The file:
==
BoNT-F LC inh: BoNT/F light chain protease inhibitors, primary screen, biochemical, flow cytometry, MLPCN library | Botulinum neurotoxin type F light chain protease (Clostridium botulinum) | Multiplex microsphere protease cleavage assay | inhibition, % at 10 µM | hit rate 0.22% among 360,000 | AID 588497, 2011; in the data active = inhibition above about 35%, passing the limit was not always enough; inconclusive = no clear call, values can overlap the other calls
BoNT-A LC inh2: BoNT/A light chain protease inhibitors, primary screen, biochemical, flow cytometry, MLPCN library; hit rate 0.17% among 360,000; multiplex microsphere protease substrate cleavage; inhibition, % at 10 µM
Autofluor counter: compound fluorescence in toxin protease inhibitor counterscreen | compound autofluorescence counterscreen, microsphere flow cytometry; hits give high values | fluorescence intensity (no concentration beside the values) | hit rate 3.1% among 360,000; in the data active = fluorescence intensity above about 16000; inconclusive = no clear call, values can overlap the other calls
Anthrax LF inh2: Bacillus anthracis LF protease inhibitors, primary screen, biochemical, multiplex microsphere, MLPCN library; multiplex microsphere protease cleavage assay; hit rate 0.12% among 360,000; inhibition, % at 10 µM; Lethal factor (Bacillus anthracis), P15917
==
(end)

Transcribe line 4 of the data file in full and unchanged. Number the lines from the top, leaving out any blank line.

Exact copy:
Anthrax LF inh2: Bacillus anthracis LF protease inhibitors, primary screen, biochemical, multiplex microsphere, MLPCN library; multiplex microsphere protease cleavage assay; hit rate 0.12% among 360,000; inhibition, % at 10 µM; Lethal factor (Bacillus anthracis), P15917